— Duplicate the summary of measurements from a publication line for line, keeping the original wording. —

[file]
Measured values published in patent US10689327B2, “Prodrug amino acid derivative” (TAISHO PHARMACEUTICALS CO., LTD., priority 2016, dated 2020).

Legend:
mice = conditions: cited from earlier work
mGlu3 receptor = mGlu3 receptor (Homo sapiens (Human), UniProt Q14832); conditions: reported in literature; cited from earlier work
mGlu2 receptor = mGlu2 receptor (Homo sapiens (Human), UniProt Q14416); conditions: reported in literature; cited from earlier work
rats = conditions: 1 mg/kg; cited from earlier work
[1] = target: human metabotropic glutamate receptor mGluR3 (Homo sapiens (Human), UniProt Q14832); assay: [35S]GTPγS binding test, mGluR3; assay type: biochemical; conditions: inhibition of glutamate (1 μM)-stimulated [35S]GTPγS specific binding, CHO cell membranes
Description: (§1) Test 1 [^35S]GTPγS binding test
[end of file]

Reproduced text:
Measured values published in patent US10689327B2, “Prodrug amino acid derivative” (TAISHO PHARMACEUTICALS CO., LTD., priority 2016, dated 2020).

Legend:
mice = conditions: cited from earlier work
mGlu3 receptor = mGlu3 receptor (Homo sapiens (Human), UniProt Q14832); conditions: reported in literature; cited from earlier work
mGlu2 receptor = mGlu2 receptor (Homo sapiens (Human), UniProt Q14416); conditions: reported in literature; cited from earlier work
rats = conditions: 1 mg/kg; cited from earlier work
[1] = target: human metabotropic glutamate receptor mGluR3 (Homo sapiens (Human), UniProt Q14832); assay: [35S]GTPγS binding test, mGluR3; assay type: biochemical; conditions: inhibition of glutamate (1 μM)-stimulated [35S]GTPγS specific binding, CHO cell membranes
Description: (§1) Test 1 [^35S]GTPγS binding test